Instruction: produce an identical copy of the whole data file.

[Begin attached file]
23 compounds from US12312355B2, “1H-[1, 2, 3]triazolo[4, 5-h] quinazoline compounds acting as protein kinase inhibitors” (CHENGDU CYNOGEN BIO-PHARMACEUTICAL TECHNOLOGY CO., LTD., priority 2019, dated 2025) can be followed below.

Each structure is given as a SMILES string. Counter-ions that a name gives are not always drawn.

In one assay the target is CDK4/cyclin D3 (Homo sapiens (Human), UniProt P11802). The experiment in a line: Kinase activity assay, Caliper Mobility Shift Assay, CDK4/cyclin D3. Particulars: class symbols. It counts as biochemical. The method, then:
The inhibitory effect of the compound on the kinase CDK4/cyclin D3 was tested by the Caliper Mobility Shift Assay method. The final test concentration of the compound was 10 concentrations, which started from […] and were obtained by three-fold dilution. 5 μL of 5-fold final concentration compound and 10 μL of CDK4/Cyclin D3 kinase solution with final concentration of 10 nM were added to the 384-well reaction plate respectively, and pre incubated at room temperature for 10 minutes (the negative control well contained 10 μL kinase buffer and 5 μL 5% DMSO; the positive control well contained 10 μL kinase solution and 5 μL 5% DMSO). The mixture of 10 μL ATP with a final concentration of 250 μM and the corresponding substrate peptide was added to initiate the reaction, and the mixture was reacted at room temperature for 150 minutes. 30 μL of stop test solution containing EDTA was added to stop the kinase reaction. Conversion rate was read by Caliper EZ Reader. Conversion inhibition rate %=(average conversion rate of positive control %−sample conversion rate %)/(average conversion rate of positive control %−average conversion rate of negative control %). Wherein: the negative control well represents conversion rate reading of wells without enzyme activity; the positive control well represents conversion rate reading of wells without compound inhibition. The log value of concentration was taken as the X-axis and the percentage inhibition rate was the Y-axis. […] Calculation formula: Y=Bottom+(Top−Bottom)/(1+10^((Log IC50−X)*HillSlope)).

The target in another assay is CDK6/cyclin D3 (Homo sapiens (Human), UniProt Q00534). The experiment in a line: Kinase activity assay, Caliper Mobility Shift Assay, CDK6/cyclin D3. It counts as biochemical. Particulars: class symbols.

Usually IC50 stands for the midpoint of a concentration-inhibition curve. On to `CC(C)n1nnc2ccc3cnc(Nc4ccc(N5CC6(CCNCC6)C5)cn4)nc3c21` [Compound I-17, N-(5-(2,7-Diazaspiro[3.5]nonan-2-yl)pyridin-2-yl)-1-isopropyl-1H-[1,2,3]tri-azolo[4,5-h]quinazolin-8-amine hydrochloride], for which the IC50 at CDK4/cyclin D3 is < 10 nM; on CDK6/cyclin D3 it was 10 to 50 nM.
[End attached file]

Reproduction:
23 compounds from US12312355B2, “1H-[1, 2, 3]triazolo[4, 5-h] quinazoline compounds acting as protein kinase inhibitors” (CHENGDU CYNOGEN BIO-PHARMACEUTICAL TECHNOLOGY CO., LTD., priority 2019, dated 2025) can be followed below.

Each structure is given as a SMILES string. Counter-ions that a name gives are not always drawn.

In one assay the target is CDK4/cyclin D3 (Homo sapiens (Human), UniProt P11802). The experiment in a line: Kinase activity assay, Caliper Mobility Shift Assay, CDK4/cyclin D3. Particulars: class symbols. It counts as biochemical. The method, then:
The inhibitory effect of the compound on the kinase CDK4/cyclin D3 was tested by the Caliper Mobility Shift Assay method. The final test concentration of the compound was 10 concentrations, which started from […] and were obtained by three-fold dilution. 5 μL of 5-fold final concentration compound and 10 μL of CDK4/Cyclin D3 kinase solution with final concentration of 10 nM were added to the 384-well reaction plate respectively, and pre incubated at room temperature for 10 minutes (the negative control well contained 10 μL kinase buffer and 5 μL 5% DMSO; the positive control well contained 10 μL kinase solution and 5 μL 5% DMSO). The mixture of 10 μL ATP with a final concentration of 250 μM and the corresponding substrate peptide was added to initiate the reaction, and the mixture was reacted at room temperature for 150 minutes. 30 μL of stop test solution containing EDTA was added to stop the kinase reaction. Conversion rate was read by Caliper EZ Reader. Conversion inhibition rate %=(average conversion rate of positive control %−sample conversion rate %)/(average conversion rate of positive control %−average conversion rate of negative control %). Wherein: the negative control well represents conversion rate reading of wells without enzyme activity; the positive control well represents conversion rate reading of wells without compound inhibition. The log value of concentration was taken as the X-axis and the percentage inhibition rate was the Y-axis. […] Calculation formula: Y=Bottom+(Top−Bottom)/(1+10^((Log IC50−X)*HillSlope)).

The target in another assay is CDK6/cyclin D3 (Homo sapiens (Human), UniProt Q00534). The experiment in a line: Kinase activity assay, Caliper Mobility Shift Assay, CDK6/cyclin D3. It counts as biochemical. Particulars: class symbols.

Usually IC50 stands for the midpoint of a concentration-inhibition curve. On to `CC(C)n1nnc2ccc3cnc(Nc4ccc(N5CC6(CCNCC6)C5)cn4)nc3c21` [Compound I-17, N-(5-(2,7-Diazaspiro[3.5]nonan-2-yl)pyridin-2-yl)-1-isopropyl-1H-[1,2,3]tri-azolo[4,5-h]quinazolin-8-amine hydrochloride], for which the IC50 at CDK4/cyclin D3 is < 10 nM; on CDK6/cyclin D3 it was 10 to 50 nM.